Iowa History Month is being observed during March in conjunction with the 175th anniversary of statehood this year. The State Historical Society of Iowa has invited Iowans to engage with history.
Have you ever been to the State Historical Museum of Iowa? For no particular reason, I haven’t been there. But this could be a time to consider going to Des Moines.
A new exhibition, “Iowa’s People & Places,” opens Friday, March 5. A description of the exhibition says: The new exhibition “explores more than 13,000 years of history with artifacts that cover a broad range of experiences. American Indian settlements, statehood, court rulings, legislation, immigration and elections set the course for Iowa and still affect Iowans today.
“The exhibition’s statewide mix of artifacts represents a mosaic of Iowa’s cultural diversity, including stone tools made by some of the earliest inhabitants of the land that would become Iowa, handcrafted Meskwaki beadwork, an embroidered story cloth made by a Hmong immigrant, and several items from the life and high-flying career of astronaut Peggy Whitson.”
The State Historical Society of Iowa offers a few more intriguing ways to celebrate Iowa’s history this month:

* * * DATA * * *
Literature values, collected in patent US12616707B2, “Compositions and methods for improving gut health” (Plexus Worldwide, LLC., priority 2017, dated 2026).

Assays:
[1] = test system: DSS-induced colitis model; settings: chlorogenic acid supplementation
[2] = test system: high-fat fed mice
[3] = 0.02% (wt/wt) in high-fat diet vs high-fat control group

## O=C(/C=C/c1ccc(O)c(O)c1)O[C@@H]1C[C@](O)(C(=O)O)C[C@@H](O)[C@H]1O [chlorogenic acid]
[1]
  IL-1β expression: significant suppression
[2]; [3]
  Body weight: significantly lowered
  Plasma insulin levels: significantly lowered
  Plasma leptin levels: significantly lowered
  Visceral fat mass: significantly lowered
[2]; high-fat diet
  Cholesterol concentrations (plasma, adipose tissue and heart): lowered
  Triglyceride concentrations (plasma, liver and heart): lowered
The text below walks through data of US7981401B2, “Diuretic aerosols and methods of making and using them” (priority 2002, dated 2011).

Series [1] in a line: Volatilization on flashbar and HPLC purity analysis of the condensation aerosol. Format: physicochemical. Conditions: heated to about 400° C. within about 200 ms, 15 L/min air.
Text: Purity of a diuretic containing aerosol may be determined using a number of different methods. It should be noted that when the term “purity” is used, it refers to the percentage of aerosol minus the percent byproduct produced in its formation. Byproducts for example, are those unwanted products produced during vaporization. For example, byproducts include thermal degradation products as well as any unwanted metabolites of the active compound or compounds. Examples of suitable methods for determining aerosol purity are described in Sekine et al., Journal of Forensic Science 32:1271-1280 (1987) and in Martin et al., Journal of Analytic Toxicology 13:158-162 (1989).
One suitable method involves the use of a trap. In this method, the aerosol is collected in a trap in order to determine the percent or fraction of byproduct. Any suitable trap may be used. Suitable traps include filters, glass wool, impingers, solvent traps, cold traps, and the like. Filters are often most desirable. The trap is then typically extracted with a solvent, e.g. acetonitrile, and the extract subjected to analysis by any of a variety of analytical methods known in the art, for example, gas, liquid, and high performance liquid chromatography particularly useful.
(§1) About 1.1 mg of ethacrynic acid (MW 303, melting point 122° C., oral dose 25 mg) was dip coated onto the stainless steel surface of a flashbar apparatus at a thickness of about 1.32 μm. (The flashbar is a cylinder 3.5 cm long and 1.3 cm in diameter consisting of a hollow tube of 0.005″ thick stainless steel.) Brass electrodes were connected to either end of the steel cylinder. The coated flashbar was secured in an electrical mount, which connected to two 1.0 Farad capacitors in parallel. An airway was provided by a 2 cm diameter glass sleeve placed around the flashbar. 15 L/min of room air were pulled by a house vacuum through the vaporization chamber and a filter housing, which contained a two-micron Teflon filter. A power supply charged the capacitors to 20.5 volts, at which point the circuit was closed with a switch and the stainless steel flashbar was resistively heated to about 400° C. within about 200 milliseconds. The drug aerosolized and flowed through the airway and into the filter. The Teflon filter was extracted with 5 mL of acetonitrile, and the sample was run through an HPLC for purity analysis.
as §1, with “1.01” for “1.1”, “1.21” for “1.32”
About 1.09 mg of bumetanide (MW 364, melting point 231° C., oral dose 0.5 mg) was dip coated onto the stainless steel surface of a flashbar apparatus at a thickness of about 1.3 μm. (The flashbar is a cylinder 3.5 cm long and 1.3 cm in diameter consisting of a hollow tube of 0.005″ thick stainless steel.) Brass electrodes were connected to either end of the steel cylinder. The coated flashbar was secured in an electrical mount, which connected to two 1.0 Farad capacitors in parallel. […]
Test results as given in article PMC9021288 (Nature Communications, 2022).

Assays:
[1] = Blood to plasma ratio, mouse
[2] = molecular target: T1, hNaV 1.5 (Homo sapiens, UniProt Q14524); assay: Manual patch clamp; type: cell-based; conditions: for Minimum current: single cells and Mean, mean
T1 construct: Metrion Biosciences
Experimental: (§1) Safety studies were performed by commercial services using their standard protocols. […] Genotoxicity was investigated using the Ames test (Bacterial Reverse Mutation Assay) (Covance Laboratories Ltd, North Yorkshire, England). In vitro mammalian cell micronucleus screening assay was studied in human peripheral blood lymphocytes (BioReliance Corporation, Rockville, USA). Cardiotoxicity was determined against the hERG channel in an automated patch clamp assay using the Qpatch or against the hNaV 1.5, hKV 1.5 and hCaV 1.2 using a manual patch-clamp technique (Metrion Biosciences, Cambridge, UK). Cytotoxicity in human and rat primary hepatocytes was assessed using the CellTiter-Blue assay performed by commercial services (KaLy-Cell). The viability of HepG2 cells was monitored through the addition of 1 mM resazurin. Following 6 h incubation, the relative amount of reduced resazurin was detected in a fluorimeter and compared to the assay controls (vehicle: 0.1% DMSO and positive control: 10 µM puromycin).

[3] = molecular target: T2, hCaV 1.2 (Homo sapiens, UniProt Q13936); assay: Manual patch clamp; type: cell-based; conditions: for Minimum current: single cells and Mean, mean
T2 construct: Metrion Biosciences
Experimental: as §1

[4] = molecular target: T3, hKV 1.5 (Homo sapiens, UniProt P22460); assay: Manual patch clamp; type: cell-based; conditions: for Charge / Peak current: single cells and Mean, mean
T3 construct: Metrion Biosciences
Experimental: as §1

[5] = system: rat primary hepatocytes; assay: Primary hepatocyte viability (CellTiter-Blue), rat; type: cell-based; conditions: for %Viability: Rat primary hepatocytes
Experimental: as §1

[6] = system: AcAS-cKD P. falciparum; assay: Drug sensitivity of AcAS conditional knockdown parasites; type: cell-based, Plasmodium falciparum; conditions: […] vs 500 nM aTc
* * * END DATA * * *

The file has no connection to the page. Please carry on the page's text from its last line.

Noon, each Tuesday and Thursday: Tune in to watch “Iowa History 101” programs online to learn about notable names from the past, including Inkpaduta, Emir Abd El-Kader and many others. The first online presentation was a preview on Tuesday of “Iowa’s People & Places” exhibition, with State Curator Leo Landis leading the presentation. The news release says registration for the online “Iowa History 101” programs is free but required. There was no link listed, but perhaps more information is available at iowaculture.gov.
7 p.m. March 11: Participate in the inaugural discussion of the online Iowa History Book Club, featuring legendary historian Dorothy Schwieder’s “Iowa: The Middle Land.” Additional book club discussions are scheduled quarterly throughout the year.
Noon, March 17: Tune in to an “Iowa Stories” presentation from the State Historical Society’s Research Center in Iowa City, featuring “The Cherry Sisters: The Best Worst Act in the World.”
Noon, March 25: Log in for “100 Years of Donna Reed,” another “Iowa History 101” presentation, when Reed’s daughter, Mary Owen of Iowa City, will share rarely seen family photos from her mother’s early days in Denison. Reed’s career includes her Academy Award-winning performance in “From Her to Eternity” (1953), “The Donna Reed Show” (1958-1966) and “It’s a Wonderful Life” (1946), which marks its 75th anniversary this year.
Are any of these events of interest to you? No doubt we learned a lot about Iowa’s history in school (at least we did way back when in my school days), so this month will be a refresher course for many of us.